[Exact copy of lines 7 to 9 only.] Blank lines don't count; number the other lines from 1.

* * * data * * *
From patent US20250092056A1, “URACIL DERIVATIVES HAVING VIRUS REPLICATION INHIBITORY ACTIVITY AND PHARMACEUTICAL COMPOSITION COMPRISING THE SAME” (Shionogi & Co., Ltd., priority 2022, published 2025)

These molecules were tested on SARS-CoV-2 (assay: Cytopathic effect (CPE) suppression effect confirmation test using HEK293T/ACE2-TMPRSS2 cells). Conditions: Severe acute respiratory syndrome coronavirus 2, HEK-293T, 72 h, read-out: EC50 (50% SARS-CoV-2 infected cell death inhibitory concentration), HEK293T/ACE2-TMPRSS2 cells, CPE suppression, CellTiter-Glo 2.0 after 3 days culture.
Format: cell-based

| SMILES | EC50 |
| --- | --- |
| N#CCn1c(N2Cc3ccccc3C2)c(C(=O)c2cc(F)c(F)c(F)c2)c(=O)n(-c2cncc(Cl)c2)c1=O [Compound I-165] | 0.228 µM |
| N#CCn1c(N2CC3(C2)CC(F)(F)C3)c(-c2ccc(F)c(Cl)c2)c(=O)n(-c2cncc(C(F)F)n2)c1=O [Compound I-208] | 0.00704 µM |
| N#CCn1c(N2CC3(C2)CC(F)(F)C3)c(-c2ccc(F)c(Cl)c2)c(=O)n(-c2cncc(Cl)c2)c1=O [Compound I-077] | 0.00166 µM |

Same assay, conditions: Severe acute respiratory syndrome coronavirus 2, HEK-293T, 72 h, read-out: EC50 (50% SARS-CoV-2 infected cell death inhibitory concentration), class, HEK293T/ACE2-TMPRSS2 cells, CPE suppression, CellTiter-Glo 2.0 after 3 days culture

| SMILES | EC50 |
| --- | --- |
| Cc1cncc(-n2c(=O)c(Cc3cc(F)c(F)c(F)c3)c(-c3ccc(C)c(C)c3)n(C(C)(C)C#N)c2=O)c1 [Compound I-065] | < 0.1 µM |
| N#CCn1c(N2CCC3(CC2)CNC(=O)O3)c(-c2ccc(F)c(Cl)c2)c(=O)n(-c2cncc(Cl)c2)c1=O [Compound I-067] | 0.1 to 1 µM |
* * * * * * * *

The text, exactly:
| N#CCn1c(N2CC3(C2)CC(F)(F)C3)c(-c2ccc(F)c(Cl)c2)c(=O)n(-c2cncc(C(F)F)n2)c1=O [Compound I-208] | 0.00704 µM |
| N#CCn1c(N2CC3(C2)CC(F)(F)C3)c(-c2ccc(F)c(Cl)c2)c(=O)n(-c2cncc(Cl)c2)c1=O [Compound I-077] | 0.00166 µM |

Same assay, conditions: Severe acute respiratory syndrome coronavirus 2, HEK-293T, 72 h, read-out: EC50 (50% SARS-CoV-2 infected cell death inhibitory concentration), class, HEK293T/ACE2-TMPRSS2 cells, CPE suppression, CellTiter-Glo 2.0 after 3 days culture